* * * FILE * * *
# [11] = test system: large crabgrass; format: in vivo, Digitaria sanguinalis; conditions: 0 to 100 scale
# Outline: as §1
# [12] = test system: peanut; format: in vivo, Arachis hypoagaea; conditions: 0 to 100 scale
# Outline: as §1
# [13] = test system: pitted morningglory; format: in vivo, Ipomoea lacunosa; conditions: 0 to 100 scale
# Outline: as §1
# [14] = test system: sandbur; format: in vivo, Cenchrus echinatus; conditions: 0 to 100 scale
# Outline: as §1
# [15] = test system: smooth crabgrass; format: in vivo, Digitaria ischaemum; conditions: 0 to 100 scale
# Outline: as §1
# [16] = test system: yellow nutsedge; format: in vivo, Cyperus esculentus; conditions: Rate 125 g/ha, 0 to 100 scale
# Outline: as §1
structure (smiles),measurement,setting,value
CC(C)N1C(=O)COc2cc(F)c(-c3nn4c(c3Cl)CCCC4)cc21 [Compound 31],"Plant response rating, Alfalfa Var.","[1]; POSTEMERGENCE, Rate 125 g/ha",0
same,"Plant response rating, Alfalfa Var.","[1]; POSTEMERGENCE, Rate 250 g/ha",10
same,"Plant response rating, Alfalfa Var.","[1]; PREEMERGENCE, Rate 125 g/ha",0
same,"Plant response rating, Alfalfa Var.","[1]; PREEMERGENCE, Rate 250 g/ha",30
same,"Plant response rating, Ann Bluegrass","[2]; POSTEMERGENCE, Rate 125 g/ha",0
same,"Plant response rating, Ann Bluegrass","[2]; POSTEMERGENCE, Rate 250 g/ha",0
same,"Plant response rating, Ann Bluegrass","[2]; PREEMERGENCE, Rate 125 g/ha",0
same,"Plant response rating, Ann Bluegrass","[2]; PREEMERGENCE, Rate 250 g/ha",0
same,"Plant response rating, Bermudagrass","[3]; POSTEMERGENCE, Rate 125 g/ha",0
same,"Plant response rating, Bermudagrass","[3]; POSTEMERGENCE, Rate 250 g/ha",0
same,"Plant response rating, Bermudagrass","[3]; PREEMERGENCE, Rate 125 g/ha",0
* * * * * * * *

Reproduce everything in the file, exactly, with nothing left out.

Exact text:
# [11] = test system: large crabgrass; format: in vivo, Digitaria sanguinalis; conditions: 0 to 100 scale
# Outline: as §1
# [12] = test system: peanut; format: in vivo, Arachis hypoagaea; conditions: 0 to 100 scale
# Outline: as §1
# [13] = test system: pitted morningglory; format: in vivo, Ipomoea lacunosa; conditions: 0 to 100 scale
# Outline: as §1
# [14] = test system: sandbur; format: in vivo, Cenchrus echinatus; conditions: 0 to 100 scale
# Outline: as §1
# [15] = test system: smooth crabgrass; format: in vivo, Digitaria ischaemum; conditions: 0 to 100 scale
# Outline: as §1
# [16] = test system: yellow nutsedge; format: in vivo, Cyperus esculentus; conditions: Rate 125 g/ha, 0 to 100 scale
# Outline: as §1
structure (smiles),measurement,setting,value
CC(C)N1C(=O)COc2cc(F)c(-c3nn4c(c3Cl)CCCC4)cc21 [Compound 31],"Plant response rating, Alfalfa Var.","[1]; POSTEMERGENCE, Rate 125 g/ha",0
same,"Plant response rating, Alfalfa Var.","[1]; POSTEMERGENCE, Rate 250 g/ha",10
same,"Plant response rating, Alfalfa Var.","[1]; PREEMERGENCE, Rate 125 g/ha",0
same,"Plant response rating, Alfalfa Var.","[1]; PREEMERGENCE, Rate 250 g/ha",30
same,"Plant response rating, Ann Bluegrass","[2]; POSTEMERGENCE, Rate 125 g/ha",0
same,"Plant response rating, Ann Bluegrass","[2]; POSTEMERGENCE, Rate 250 g/ha",0
same,"Plant response rating, Ann Bluegrass","[2]; PREEMERGENCE, Rate 125 g/ha",0
same,"Plant response rating, Ann Bluegrass","[2]; PREEMERGENCE, Rate 250 g/ha",0
same,"Plant response rating, Bermudagrass","[3]; POSTEMERGENCE, Rate 125 g/ha",0
same,"Plant response rating, Bermudagrass","[3]; POSTEMERGENCE, Rate 250 g/ha",0
same,"Plant response rating, Bermudagrass","[3]; PREEMERGENCE, Rate 125 g/ha",0